COLUMBUS - The Ohio Attorney General's Office is using a secrecy provision to try to get more details about ownership of the Envirosafe hazardous waste landfill in Oregon.
Yesterday, the state sent an "investigative demand" letter to the attorney representing Envirosafe Services of Ohio Inc., asking for documents and financial statements about its corporate structure and records on Envirosafe's net worth back to 2001.
State officials have tried for four years to pinpoint the ownership of the Envirosafe landfill. An attorney representing Envirosafe has said the state has all the information it needs.
Michelle Gatchell, a spokesman for Attorney General Jim Petro, said information provided by Envirosafe in response to the "investigative demand" would not be available to citizens under the state public records law.
She said the attorney general's office wants information that Envirosafe has said is "confidential."
"As an attempt to do a thorough investigation, we decided it would be better to do an investigative demand so we can use that information to protect their confidentiality but make sure we get the information to help us make that decision," Ms. Gatchell said.
But Judy Junga, a Toledo resident and an Envirosafe watchdog who for years has pushed state officials to better monitor the Oregon landfill, questioned use of a secrecy provision.
"The state should have written laws that would make all of these people visible to all of us. The laws of the state are not written to protect the people's interest, certainly not in this case," she said.
Ms. Gatchell said if Envirosafe provides information that leads to more disclosure about the landfill's owner, the public would have access to it and to a report from the attorney general's office.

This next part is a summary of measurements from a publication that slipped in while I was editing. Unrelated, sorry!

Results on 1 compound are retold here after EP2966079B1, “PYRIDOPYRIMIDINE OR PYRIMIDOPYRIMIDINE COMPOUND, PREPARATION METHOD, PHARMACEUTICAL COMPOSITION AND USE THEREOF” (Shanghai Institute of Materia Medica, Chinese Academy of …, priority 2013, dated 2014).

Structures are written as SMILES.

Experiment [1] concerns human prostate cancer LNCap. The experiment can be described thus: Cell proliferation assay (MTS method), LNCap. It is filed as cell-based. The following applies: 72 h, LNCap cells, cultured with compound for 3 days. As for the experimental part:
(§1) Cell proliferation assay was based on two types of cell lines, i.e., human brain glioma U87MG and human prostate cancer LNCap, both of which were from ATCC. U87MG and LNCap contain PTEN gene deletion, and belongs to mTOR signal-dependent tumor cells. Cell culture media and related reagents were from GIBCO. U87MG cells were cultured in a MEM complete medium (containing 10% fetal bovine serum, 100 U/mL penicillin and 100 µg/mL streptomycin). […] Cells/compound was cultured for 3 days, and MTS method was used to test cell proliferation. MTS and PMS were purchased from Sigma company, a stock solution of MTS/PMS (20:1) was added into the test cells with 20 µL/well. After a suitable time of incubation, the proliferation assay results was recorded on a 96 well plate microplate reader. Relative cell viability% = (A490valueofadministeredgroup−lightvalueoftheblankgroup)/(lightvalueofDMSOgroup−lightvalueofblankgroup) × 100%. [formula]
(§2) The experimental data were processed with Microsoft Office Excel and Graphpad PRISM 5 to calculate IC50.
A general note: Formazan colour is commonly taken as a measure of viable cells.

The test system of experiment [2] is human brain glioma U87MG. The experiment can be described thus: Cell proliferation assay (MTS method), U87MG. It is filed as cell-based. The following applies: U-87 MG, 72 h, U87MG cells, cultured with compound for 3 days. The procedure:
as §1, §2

Richard Sargeant, an attorney with Eastman & Smith which represents Envirosafe, said he didn't know how much of the information that the state wants under the investigative demand is available. "We will produce the information in our control and possession," he said.
In 2001, Envirosource Inc., the Pennsylvania parent company of Envirosafe, which operates the landfill, merged with ES Acquisition Corp.
State officials determined that ES Acquisition is a wholly owned subsidiary of GSC Recovery II, L.P., which in turn is a subsidiary of GSC Partners of Florham Park, N.J.
In August, 2003, Gary Taylor, supervisor of the attorney general's environmental background investigation unit, wrote that 14 of GSC Partners' 15 officers had failed to provide background information and fingerprints to the state by a Jan. 12, 2001, deadline.
The background investigation is to ensure that owners and operators have the competence, reliability, and expertise to operate a hazardous waste landfill, according to the Ohio Environmental Protection Agency.
Mr. Sargeant asked the attorney general's office in April, 2003, to waive the background investigation of GSC partners, saying it's not involved in managing the hazardous waste landfill.
"GSC [Partners] manages funds; they don't operate companies," Mr. Sargeant said in a recent interview.
Even if the officers of GSC Partners disclosed their backgrounds and provided fingerprints, it would have no bearing on Envirosafe's permits, Mr. Sargeant said. Under state law, those who have committed any of 21 crimes - from murder to securities fraud - can be barred from owning landfills, but not those who hold an "equity interest or debt liability," he said.
The Ohio Environmental Protection Agency has said it won't act on a request by Envirosafe to expand its only active waste pit until the attorney general's office has decided whether to waive the request for background information on GSC Partners.
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